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Document Your Processes

SOPs, guides, Operations Manual... whatever you want to call your workflow, it's important, even for small businesses, to document your processes. This documentation is the roadmap for your business and will help you identify improvements, detours and help guide new hires when your business is ready to grow. Here's what you need to know...

phone and blank pad of paper to document your process

What is business documentation?

As you have built your business, you likely have found there are certain processes you should consistently take to successfully execute a task. For example, when a new prospect contacts your business, you may have requirements to input their information into your client database, make a phone call within 24 hours, send a follow-up email and set up a task to follow-up with the prospect after 3 business days. Without this process, you may have found people who were interested in your product or service were falling through the cracks and you developed a method over time that helped you capture that business.

Business documentation is simply creating a written document of the steps needed to successfully execute each task associated with the operations of your business. You want it to include all relevant information so another person could view it and understand why those tasks are required and how to execute the tasks.

Do I really need to document the process?

Having your processes documented is helpful for your business for many reasons:

  • Consistency - creating a repeatable process helps your business run more efficiently and in the long run, this will decrease your operating costs. In addition, if you have multiple employees or a partner, these processes will ensure everyone is operating in a standardized way.

  • Identifies areas for improvement - when things go wrong, you are able to identify areas in your process that are inefficient so you can make improvements to your process.

  • Training - if you plan to grow your business beyond just yourself, documenting your process is a great training tool as to the why and how things get done. In the event an employee leaves your business, you won't have to worry that they would take all the knowledge with them - you'll already have created written processes that have proven to work.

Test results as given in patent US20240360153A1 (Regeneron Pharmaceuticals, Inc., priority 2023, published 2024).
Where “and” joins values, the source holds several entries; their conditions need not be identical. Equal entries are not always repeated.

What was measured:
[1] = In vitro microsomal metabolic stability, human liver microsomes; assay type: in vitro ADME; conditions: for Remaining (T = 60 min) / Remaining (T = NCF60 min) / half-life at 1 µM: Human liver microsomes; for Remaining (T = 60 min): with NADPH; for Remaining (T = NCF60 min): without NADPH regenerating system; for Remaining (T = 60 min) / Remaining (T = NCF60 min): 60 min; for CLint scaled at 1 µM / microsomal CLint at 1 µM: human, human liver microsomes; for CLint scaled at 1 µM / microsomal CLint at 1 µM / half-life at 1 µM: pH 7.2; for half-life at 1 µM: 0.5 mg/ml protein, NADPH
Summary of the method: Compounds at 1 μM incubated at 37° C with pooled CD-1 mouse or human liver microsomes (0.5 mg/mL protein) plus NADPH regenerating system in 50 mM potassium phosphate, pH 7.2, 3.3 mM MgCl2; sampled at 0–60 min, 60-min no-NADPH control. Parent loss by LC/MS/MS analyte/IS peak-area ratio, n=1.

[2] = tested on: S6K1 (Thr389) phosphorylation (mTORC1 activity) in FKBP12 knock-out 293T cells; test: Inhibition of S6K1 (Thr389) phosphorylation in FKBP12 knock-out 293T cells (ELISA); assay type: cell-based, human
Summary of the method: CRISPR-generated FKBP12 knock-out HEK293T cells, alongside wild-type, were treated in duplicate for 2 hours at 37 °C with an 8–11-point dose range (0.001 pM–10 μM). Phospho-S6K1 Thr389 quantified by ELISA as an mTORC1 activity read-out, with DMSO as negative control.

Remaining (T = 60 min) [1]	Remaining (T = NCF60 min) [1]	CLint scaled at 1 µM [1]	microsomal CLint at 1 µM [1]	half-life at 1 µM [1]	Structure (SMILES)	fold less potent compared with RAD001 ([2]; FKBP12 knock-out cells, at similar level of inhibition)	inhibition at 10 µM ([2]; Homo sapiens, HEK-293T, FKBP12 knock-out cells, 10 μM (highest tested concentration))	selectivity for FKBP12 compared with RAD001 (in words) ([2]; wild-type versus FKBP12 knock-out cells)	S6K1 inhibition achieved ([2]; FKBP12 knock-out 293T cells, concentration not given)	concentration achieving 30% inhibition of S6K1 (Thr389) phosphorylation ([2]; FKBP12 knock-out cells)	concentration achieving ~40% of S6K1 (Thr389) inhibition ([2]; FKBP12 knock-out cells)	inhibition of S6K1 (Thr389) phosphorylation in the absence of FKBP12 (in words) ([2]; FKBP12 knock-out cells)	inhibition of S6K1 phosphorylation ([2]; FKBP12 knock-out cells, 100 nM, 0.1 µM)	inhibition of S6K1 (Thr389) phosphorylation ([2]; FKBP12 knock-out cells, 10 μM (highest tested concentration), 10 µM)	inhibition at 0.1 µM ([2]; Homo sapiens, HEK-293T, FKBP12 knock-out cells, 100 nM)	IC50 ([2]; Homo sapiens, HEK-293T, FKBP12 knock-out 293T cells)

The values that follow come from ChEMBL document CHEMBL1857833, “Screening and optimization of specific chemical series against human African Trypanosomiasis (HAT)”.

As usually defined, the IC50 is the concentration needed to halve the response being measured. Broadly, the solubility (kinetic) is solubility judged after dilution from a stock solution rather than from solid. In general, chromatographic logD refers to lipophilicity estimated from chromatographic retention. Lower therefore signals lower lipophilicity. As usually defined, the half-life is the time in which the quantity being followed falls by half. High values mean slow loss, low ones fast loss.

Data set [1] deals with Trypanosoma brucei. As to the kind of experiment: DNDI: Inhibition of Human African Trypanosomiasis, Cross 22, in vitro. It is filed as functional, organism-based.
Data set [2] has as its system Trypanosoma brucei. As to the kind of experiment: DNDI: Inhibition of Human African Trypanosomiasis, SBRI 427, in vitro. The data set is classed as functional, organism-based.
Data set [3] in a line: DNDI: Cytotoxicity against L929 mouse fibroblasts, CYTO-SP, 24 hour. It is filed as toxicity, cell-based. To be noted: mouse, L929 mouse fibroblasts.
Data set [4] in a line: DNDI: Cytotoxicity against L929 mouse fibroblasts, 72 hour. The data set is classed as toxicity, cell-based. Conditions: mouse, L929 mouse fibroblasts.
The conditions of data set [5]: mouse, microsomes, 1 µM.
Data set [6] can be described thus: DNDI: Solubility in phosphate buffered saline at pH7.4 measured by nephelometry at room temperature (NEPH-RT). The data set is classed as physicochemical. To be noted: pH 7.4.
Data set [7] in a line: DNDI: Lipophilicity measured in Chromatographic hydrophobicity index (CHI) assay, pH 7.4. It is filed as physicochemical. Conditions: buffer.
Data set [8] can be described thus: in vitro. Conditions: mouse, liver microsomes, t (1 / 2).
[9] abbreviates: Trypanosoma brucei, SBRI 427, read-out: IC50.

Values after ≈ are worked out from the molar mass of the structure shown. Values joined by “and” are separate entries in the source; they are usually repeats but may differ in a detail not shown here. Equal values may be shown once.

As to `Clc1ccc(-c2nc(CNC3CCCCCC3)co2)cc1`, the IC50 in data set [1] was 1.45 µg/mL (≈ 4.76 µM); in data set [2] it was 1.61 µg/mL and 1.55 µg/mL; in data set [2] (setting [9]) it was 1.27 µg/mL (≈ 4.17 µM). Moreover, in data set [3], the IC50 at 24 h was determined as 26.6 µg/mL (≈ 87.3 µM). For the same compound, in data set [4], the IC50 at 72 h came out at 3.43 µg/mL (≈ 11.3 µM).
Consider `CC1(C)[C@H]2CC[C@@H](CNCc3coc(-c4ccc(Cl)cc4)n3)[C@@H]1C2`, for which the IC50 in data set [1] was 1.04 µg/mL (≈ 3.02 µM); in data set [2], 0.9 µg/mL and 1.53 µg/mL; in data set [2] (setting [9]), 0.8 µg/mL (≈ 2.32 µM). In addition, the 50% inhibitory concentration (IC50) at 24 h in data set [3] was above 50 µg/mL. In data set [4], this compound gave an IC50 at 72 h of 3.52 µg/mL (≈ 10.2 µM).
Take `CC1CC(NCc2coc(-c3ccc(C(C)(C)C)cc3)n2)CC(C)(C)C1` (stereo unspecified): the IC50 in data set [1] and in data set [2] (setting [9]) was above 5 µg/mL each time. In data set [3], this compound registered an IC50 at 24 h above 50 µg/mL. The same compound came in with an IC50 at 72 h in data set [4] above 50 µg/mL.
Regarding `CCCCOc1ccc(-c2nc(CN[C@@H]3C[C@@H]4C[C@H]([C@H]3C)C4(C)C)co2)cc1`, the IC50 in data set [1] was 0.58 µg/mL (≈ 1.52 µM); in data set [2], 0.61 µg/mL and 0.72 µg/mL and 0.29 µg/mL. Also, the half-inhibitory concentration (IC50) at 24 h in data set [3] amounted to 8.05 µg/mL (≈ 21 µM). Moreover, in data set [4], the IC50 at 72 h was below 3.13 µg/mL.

• Compliance - if your business is under regulatory rules, your documentation will ensure you are in compliance.

How do I document my processes?

It's important to create materials that are both clear and concise but also not ambiguous or too detailed. As you go through your documentation process, take notes on what information would be helpful to you if you were doing this for the first time. You may want to include videos, screenshots or flowcharts of the process as a visual aid.

You can start from scratch when completing your business document, or there is software and templates on the market for completing your written document. In certain states and depending on how many employees you have, there may be legal requirements on sections that are required. In general, a small business would include the following sections:

  1. Operational Processes and Policies - this is the main part of your document with both step-by-step instructions on tasks and what policies are in place (including what not to do). Outline how customer service, how to handle difficult customers, return policies, remote work, emergency procedures, and cyber security.

  2. Managerial - this section will have key contact information for vendors, banks, attorney, landlord, insurance company and accountant as well as other additional information not available for employees.

  3. Additional operations processes for different departments - you may have additional operations for Sales, HR, Security, Maintenance, Customer Service, etc.

  4. Organizational Chart with Job Responsibilities

Keep in mind, while this document will lay the foundation of the "why" and "how" to conduct business, it will be a living document, needing updates as your business grows, processes change, or information becomes outdated. This should be reviewed for revisions at least annually. A good time to review your documentation is when you are creating your annual business plan.

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